New termite-eating dinosaur discovered


Xixianykus life reconstruction. Image courtesy of Matt van Rooijen

From ScienceDaily:

‘Road-Runner’ Dinosaur Lived In The Fast Lane, Dug Termites And Ants

(Mar. 29, 2010) — A new study published in the scientific journal Zootaxa by Chinese, Canadian and British researchers describes a new dinosaur that was one of the smallest known and also one of the best adapted for running. The fossil skeleton of the tiny animal, named Xixianykus zhangi, is highly incomplete but would probably have measured around half a meter in length. The specimen comes from Xixia County in Henan province, China.

This Late Cretaceous ‘road-runner’ had a number of adaptations for fast, efficient locomotion. Most strikingly, the upper leg (the femur or thigh bone) is particularly short in comparison to the lower leg and the foot — a pattern seen in many running animals today. Other features of the hind limb, pelvis and backbone would have promoted stability and reduced superfluous, energy-wasting movements as Xixianykus dashed across prehistoric landscapes.

Dr. Corwin Sullivan, a Canadian researcher and one of the authors of the study said: “The limb proportions of Xixianykus are among the most extreme ever recorded for a theropod dinosaur. This doesn’t provide a basis for estimating its top speed, but it does show that Xixianykus was a highly efficient runner. Several other characteristics of the skeleton reinforce this impression.”

Interestingly, some of these characteristics might also have played a role in another of the animal’s likely activities — digging for termites and ants. Xixianykus is a member of a group of theropod dinosaurs (which includes famous animals like Tyrannosaurs, Allosaurus and Velociraptor) called the alvarezsaurs, many of which probably shared its fast-paced approach to life. Although the forequarters of Xixianykus are not preserved, its closest relatives among the alvarezsaurs had short but strong arms, tipped by a single massive claw to break into logs or insect nests, and Xixianykus likely fed in the same way. Some of the adaptations that helped to stabilize the body when running could also have braced it when digging. Surprising as it may seem, the two activities complement each other in some respects and add up to a viable if unusual lifestyle.

Study coauthor Dr David Hone, a British researcher, said: “It may sound odd, but digging and running actually work quite well together. Some modern termite eating species travel long distances between colonies of their prey, so as an efficient runner Xixianykus would have been able to follow this pattern. Any small dinosaurs would be vulnerable to predators too and the ability to make a speedy exit if danger threatened would be valuable to an animal like this.”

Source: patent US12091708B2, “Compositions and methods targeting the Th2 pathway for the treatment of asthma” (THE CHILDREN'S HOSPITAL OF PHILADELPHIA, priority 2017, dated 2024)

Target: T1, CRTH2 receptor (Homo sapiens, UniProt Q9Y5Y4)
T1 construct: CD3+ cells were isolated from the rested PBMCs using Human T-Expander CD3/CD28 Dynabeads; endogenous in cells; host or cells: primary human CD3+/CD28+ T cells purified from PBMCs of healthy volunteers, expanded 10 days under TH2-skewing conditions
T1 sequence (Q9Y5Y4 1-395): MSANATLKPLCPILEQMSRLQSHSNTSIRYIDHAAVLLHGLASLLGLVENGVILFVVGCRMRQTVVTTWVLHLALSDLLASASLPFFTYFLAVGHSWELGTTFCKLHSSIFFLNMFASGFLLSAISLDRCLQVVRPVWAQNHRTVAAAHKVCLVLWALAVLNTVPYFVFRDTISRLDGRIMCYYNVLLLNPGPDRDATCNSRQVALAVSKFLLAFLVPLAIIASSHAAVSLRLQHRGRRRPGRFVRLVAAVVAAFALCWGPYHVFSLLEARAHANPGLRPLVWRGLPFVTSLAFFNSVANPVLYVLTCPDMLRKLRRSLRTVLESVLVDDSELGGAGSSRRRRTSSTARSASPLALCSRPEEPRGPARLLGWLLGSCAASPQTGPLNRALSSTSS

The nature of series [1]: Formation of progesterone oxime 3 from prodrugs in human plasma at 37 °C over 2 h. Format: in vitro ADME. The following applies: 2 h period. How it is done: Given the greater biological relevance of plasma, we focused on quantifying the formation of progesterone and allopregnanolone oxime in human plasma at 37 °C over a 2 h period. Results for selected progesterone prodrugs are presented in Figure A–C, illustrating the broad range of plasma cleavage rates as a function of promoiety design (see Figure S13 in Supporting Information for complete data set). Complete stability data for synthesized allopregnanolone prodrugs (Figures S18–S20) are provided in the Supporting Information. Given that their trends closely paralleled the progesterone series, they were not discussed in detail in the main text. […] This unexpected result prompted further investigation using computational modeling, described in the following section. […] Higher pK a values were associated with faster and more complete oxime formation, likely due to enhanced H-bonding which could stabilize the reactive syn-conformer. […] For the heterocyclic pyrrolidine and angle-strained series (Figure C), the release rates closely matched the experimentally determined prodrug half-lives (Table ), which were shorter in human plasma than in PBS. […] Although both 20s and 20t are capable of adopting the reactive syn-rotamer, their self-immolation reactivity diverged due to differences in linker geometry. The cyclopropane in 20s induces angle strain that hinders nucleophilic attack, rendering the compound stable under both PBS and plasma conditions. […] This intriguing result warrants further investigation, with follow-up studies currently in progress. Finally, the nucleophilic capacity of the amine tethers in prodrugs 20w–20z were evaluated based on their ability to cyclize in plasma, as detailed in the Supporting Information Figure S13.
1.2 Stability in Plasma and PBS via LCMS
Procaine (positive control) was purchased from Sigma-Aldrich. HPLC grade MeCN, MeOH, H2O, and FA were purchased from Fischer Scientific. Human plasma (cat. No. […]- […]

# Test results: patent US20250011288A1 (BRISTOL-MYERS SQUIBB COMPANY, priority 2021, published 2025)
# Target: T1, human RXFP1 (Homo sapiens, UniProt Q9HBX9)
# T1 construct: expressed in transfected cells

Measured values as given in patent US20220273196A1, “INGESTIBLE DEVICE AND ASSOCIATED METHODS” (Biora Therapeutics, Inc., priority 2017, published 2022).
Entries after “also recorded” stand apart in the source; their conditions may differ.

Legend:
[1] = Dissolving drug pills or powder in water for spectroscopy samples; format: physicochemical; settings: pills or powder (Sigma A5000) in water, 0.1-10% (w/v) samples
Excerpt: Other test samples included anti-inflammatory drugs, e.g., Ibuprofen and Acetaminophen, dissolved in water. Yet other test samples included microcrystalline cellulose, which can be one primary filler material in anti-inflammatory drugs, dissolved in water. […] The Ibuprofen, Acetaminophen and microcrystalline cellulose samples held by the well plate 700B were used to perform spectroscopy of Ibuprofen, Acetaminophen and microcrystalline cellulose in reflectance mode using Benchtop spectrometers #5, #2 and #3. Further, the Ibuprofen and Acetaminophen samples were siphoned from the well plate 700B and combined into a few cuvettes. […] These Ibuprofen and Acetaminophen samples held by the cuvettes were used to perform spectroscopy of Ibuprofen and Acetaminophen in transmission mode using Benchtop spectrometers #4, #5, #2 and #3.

This research was supported by the Chinese Academy of Sciences and the Department of Land and Resources, Henan.

See also here. And here.

A 30-foot-long, 135-million-year-old Allosaurus skeleton sells for $1.8M at Sotheby’s Paris: here.

12 thoughts on “New termite-eating dinosaur discovered

  1. Dinosaur claw found by workmen on Harrow on the Hill

    April, 02 2010

    Harrow Observer

    DINOSAUR remains were discovered this week in Harrow on the Hill. Council workmen filling in one of the borough’s many potholes found a fossilized retractable claw yesterday morning and invited palaeontologists from the University of Portsmouth to inspect the specimen.

    Further digging in Harrow on the Hill uncovered a metatarsal bone, shin and knee cap. The road has been sealed off indefinitely while investigations continue.

    Ancient reptile boffins say it is too early to tell which dinosaur species the bones belong to, but local geologists have already dubbed the find ‘Harrowsaurus’.

    Norman Carr, from the Harrow Archaeological History Association, told the Observer: “Harrow is known to date back to pre-Roman times, but this astonishing discovery could yet prove the town’s origins go way further.

    “Harrowsaurus was most likely a carnivore by the look of that killer claw.

    “I expect they feasted on the trendy vegetarian dinosaurs thought to have been living around Camden at the same time.”

    Residents are advised to stay in their homes while the undergraduate palaeontologists continue digging.

    One householder said: “I always suspected Harrow was a haven for giant, extinct reptiles. You could just tell.”

    The last dinosaur fossils discovered in London were the Iguanodon remains found at Baker Street, when excavations for the Metropolitan Line were taking place in the 1860s.

    Ironically, the three tonne herbivore would migrate daily to Pinner in the early Cretaceous period, taking less time than the Met Line does today.

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  2. Termites eat 10 million rupees

    INDIA: Police said today that an army of termites had munched through 10 million rupees in notes stored in a steel chest at a Lucknow bank.

    The bank manager discovered the damage when he opened the reinforced room in an old bank building on Wednesday.

    “It’s a matter of investigation how termites attacked bundles of currency notes stacked in a steel chest,” said a police spokesman.

    The police have registered a case of negligence against bank officials.

    http://www.morningstaronline.co.uk/index.php/news/content/view/full/103794

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